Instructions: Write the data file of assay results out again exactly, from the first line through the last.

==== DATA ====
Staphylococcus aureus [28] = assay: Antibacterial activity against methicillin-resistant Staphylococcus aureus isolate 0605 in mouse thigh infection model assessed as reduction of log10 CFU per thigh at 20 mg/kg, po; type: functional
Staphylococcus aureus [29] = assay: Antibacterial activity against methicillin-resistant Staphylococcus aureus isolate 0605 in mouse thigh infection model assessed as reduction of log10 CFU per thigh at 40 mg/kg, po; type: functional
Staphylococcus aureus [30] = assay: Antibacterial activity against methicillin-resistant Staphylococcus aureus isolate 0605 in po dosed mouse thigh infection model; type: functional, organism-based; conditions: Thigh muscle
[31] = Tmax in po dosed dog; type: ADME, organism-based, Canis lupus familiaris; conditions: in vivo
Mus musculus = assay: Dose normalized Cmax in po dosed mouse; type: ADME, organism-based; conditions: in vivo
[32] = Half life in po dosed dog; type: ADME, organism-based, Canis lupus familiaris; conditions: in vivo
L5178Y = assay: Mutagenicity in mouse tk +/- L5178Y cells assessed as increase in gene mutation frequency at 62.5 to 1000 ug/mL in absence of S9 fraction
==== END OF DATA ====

Staphylococcus aureus [28] = assay: Antibacterial activity against methicillin-resistant Staphylococcus aureus isolate 0605 in mouse thigh infection model assessed as reduction of log10 CFU per thigh at 20 mg/kg, po; type: functional
Staphylococcus aureus [29] = assay: Antibacterial activity against methicillin-resistant Staphylococcus aureus isolate 0605 in mouse thigh infection model assessed as reduction of log10 CFU per thigh at 40 mg/kg, po; type: functional
Staphylococcus aureus [30] = assay: Antibacterial activity against methicillin-resistant Staphylococcus aureus isolate 0605 in po dosed mouse thigh infection model; type: functional, organism-based; conditions: Thigh muscle
[31] = Tmax in po dosed dog; type: ADME, organism-based, Canis lupus familiaris; conditions: in vivo
Mus musculus = assay: Dose normalized Cmax in po dosed mouse; type: ADME, organism-based; conditions: in vivo
[32] = Half life in po dosed dog; type: ADME, organism-based, Canis lupus familiaris; conditions: in vivo
L5178Y = assay: Mutagenicity in mouse tk +/- L5178Y cells assessed as increase in gene mutation frequency at 62.5 to 1000 ug/mL in absence of S9 fraction